Currently recruiting – until December 2022
Join the study
How do pre-bedtime activities affect how well preschool children sleep?
Young children need good quality sleep to support normal growth, development and wellbeing. Getting young tamariki to sleep can be challenging at times, and when they are not sleeping well this can affect not only their health and wellbeing, but also that of the whole whānau.
We know that pre-bedtime activities such as screen-time, reading, physical activity or eating certain types of food too close to bedtime can influence how well children sleep, but we don’t know what particular factors have the greatest impact. Pre-bedtime activities and routines can be measured by questionnaires but it can be hard for parents to estimate how often and how long children spend on each activity.
Our team has previously completed a pilot study showing we could successfully use wearable cameras to capture what activities preschool children did before bedtime. Building on this, we are using wearable cameras to measure the effect of different pre-bedtime activities, behaviours and routines on children’s sleep quality and duration.
Wearable cameras – Giving us a better picture of how to improve sleep for young children
Over 5 consecutive evenings, preschool-aged children (3-4 years old) wear a small video camera fitted in a comfortable chest harness, which will record their activities for the 2 hours before bedtime. In addition, parents wear a camera from when the child takes their camera off until the child’s lights-out time (to capture in-bed activities such as reading). Parents have the opportunity to view the footage and delete anything if they would like to, before the researchers see it. The video information will then be coded and analysed so we can look at the effect of the different activities (such as screen-time) on children’s sleep.
Sleep will be monitored via actigraphy (a movement sensor worn on the wrist) and contact between the child and parent during the night, measured by them each wearing a proximity sensor on their ankle. Standardised questionnaires and a sleep diary will look at child sleep habits, sleep environment and parental sleep.
We hope this information can then be used to refine clinical recommendations and provide new insights for effective ways to improve sleep in this young age-group.
This study has been approved by the University of Otago Human Ethics Committee (Health) reference H21/068.
Join the study
Thanks for your interest in the Preschool Cam Study.
We are looking for parents/caregivers who:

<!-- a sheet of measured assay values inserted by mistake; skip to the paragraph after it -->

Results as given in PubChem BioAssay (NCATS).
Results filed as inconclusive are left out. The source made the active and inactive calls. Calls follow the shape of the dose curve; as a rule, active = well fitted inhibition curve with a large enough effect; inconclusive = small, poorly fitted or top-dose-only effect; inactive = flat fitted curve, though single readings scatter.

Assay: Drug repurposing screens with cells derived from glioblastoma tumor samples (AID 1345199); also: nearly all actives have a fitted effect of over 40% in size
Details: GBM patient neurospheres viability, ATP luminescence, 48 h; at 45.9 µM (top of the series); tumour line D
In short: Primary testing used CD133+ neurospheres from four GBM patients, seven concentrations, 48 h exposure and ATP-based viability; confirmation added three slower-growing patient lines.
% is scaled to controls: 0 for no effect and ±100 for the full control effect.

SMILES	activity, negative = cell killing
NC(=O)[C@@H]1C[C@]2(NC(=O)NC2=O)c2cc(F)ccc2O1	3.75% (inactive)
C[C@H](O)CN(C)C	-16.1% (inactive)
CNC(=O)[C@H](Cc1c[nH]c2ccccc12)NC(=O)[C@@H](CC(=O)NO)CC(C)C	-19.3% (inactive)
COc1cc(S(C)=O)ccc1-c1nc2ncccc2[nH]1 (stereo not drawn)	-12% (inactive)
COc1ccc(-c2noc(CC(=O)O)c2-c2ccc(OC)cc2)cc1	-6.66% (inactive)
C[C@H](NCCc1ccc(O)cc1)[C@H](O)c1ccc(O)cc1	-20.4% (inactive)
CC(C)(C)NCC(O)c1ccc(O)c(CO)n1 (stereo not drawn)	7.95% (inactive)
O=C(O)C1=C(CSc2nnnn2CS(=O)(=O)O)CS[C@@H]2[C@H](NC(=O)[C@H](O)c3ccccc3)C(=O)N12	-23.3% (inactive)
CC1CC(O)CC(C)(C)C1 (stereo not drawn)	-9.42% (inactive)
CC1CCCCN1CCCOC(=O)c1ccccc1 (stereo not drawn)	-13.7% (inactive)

- Live in the wider Dunedin area
- Have tamariki aged 3 and 4 years old, and
- Children who don’t have a medical or physical condition that interferes with their sleep or their ability to wear a camera
Your whānau will receive a $100 voucher as a koha/thanks for participating. You don’t need to go anywhere for appointments, we come to you.
Please don’t hesitate to contact us if you have any questions. If you would like to register for this study, please click on the button below. You will be taken to a screening survey that will check whether or not you are eligible to take part. You will also be able to access a detailed information sheet about the study.
Meet the researchers
Lauren is a PhD candidate and a paediatric registrar.
Sarahmarie Kuroko (Ngāti Kahungunu)
Sarahmarie is an Assistant Research Fellow. Her background is in Nutrition and Psychology.
Lauren and Sarahmarie will be doing the home visits and running the day-to-day aspects of the study.
Professor Barbara Galland
Barbara is a child sleep expert, and is the lead investigator for the Preschool Cam Study.
Professor Rachael Taylor
Rachael is a nutritionist and child obesity expert, who is involved with the design and oversight of the Preschool Cam Study.
Dr Kim Meredith-Jones
Dr Meredith-Jones is an active member of the Sensor Methods Collaboratory, a working group that includes international researchers with expertise in all areas of behavioural monitoring, including accelerometry and wearable cameras. She has extensive research experience in the measurement of sleep, physical activity and sedentary time in children using these technologies and will oversee these aspects of the study.
Professor Barry Taylor
Barry is a paediatrician and child health researcher, particularly in the areas of sleep and obesity. He is involved in the oversight of the study.
Dr Jill Haszard
Jill is a biostatistician who also has a background in nutrition. Jill will design and run the statistical analyses for the Preschool Cam Study.
Department of Women's and Children's Health
Dunedin School of Medicine, University of Otago